Music at Mars Hill is a weekly column by Luke Larsen that seeks to find God amidst the newest trends in both mainstream music and independent music.
I previously wrote a bit of a rant here on Music at Mars Hill on why Coldplay was moving closer and closer to populist ambiguity when they released their EP leading up to Mylo Xyloto. And now that we’ve got the full album, there’s been a lot of talk about the thing (as is to be expected in a Coldplay release). A recent article over at ThinkChristian talks about how the album is a love-story of sorts and should inspire Christians to be vulnerable and willingly offer ourselves to others.
I recently tried out a new church close to where I recently moved. Each week I’ve gone, Coldplay’s Mylo Xyloto has consistently been the music playing in the background before the service started. While it’s important to remember that the meeting is a twentysomethings-oriented group, I’ll admit that there is something fitting about the sounds of Chris Martin and company blasting through the church speakers. To many, particularly young Christians, albums like Viva La Vida and Mylo Xyloto have become the new go-to for those who have moved on past the shrinking pool that is CCM (Contemporary Christian Music). Despite the fact that Chris Martin is a self-proclaimed “Alltheist” (a made-up term meaning that he believes everything), when he sings about paradise, heaven, and being an inheritor of a kingdom, Christians have been singing along. But what is it about Coldplay, especially in their past two albums, that rings so true with Christians?
The more I listened to Mylo Xyloto, the more I began to see that Coldplay was picking up on many of the same things CCM had been emphasizing for so long. Pitchfork recently published a fascinating feature on why “Big Music,” or epic stadium-sized rock, has taken the rhetoric of Christianity and spirituality to make something accessible to our secularized culture:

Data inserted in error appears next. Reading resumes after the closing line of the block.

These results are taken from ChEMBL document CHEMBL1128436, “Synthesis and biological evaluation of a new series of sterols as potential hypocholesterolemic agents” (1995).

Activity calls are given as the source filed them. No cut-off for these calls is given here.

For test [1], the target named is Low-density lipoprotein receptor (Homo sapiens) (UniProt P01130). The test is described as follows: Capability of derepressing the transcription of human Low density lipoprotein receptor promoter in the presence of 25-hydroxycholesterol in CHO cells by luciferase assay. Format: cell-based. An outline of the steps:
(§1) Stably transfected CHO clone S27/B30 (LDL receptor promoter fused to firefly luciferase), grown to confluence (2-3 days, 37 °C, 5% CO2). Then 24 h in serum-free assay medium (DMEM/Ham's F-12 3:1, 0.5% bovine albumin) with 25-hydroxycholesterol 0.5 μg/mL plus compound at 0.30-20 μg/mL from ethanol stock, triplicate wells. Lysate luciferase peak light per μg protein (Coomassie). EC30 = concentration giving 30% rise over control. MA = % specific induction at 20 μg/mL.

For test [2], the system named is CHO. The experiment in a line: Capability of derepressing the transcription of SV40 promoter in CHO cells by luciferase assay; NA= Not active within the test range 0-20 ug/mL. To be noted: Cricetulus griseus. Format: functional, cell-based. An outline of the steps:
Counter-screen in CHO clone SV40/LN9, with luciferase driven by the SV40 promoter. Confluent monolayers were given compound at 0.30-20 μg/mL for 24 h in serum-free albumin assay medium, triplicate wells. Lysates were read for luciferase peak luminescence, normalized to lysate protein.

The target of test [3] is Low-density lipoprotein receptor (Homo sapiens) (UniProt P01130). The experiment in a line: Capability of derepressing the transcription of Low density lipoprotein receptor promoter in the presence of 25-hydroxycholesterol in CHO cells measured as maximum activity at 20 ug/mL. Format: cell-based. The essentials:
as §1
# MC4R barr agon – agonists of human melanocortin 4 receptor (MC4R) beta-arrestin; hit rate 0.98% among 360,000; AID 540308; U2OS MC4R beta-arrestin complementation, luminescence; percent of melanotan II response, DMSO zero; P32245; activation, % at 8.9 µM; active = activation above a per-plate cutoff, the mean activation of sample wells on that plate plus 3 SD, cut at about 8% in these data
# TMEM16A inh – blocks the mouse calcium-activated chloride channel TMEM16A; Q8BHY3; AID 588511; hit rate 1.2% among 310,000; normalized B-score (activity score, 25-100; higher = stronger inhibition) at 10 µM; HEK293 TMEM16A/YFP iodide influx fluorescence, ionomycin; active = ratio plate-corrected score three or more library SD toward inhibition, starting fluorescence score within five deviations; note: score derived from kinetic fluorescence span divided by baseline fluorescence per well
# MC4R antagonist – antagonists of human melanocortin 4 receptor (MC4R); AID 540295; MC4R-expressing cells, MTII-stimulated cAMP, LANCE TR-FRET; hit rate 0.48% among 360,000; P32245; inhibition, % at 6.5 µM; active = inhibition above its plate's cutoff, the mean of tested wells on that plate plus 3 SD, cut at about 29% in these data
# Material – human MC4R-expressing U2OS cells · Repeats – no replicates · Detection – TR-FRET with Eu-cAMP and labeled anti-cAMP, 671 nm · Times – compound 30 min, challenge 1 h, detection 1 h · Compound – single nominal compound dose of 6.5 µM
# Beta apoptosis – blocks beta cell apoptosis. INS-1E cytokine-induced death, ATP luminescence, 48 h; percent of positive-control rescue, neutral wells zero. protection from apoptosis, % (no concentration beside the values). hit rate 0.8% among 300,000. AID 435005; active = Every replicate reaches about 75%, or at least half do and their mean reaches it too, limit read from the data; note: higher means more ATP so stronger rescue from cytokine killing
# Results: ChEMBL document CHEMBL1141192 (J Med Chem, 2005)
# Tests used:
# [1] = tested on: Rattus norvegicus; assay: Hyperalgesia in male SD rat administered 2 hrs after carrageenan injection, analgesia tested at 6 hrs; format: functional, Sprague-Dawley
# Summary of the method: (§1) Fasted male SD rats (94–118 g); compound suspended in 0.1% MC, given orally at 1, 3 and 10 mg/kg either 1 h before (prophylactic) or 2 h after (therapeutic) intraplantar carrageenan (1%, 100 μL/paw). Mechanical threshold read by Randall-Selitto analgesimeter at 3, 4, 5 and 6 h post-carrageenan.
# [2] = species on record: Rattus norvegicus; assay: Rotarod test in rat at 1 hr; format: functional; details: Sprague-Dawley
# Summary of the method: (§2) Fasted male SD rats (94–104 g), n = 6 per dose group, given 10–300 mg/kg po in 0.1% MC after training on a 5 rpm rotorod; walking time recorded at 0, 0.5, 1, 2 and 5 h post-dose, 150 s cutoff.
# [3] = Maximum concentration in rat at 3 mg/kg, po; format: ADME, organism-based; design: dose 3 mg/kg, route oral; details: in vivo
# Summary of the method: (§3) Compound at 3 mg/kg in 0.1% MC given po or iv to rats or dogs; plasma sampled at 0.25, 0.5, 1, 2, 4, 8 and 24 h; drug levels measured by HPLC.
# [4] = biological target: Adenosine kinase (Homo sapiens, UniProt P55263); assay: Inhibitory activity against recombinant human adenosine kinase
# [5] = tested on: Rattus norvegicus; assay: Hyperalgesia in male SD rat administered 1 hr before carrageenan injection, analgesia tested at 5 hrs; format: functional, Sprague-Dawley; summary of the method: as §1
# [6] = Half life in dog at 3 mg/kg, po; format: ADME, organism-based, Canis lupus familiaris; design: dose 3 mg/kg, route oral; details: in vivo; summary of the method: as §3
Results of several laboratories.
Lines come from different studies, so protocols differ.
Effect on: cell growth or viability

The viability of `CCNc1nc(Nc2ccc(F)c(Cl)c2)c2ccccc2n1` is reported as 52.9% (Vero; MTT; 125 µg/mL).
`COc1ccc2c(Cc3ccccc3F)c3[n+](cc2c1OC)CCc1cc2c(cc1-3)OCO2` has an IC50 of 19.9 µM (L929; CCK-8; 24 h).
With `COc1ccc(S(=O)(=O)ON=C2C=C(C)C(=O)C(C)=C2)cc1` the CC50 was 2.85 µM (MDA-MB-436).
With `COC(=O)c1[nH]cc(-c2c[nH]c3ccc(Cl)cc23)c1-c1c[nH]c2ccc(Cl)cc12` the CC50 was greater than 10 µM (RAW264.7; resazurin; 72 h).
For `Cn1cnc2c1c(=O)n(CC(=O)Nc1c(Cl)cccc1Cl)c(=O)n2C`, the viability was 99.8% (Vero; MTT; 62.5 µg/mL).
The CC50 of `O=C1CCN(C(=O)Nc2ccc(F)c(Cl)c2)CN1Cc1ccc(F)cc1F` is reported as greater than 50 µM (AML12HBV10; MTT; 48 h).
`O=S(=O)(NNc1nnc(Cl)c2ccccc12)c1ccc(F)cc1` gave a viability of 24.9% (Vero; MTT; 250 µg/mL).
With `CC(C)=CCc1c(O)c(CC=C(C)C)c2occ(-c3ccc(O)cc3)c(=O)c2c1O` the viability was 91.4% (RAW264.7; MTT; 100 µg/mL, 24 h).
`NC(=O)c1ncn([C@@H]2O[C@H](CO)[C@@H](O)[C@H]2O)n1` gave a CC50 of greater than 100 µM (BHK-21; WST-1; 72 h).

“When I see religious art, I tend to admire it but not connect with it on any gut emotional level. As an atheist, I see a stained-glass apocalypse, and I can coolly reconstruct the awe, excitement, and fear that might have bubbled up in the medieval mind. But I can’t feel it. And the same—for all its beauty—goes for gospel. But the Big Music—deploying the emotion of religion within an aesthetic I do relate to—can sometimes push buttons I don’t necessarily want pushed. At its frequent worst, it triggers the same disgusted flight-impulse a TV preacher might. At its rare best, though, it makes me want to believe.”
In other words, when you hear artists like Florence + The Machine or Coldplay reference Christian themes or act as “Big Music,” they definitely are not doing it to pander to Christians. Instead, in the same way they use references to other genres, they are using that same rhetoric to achieve a parallel spiritual/musical experience for people that would otherwise rejects such notions. There is a reason Coldplay chose the nonsensical word “Mylo Xyloto” for the name of their new album; its literal meaning is left empty to emphasize the grandness of its scope that all people can relate to. For us as Christians, it’s okay for us to let Coldplay and other “Big Music” point us to the grand, epic, and massive thing it is imitating.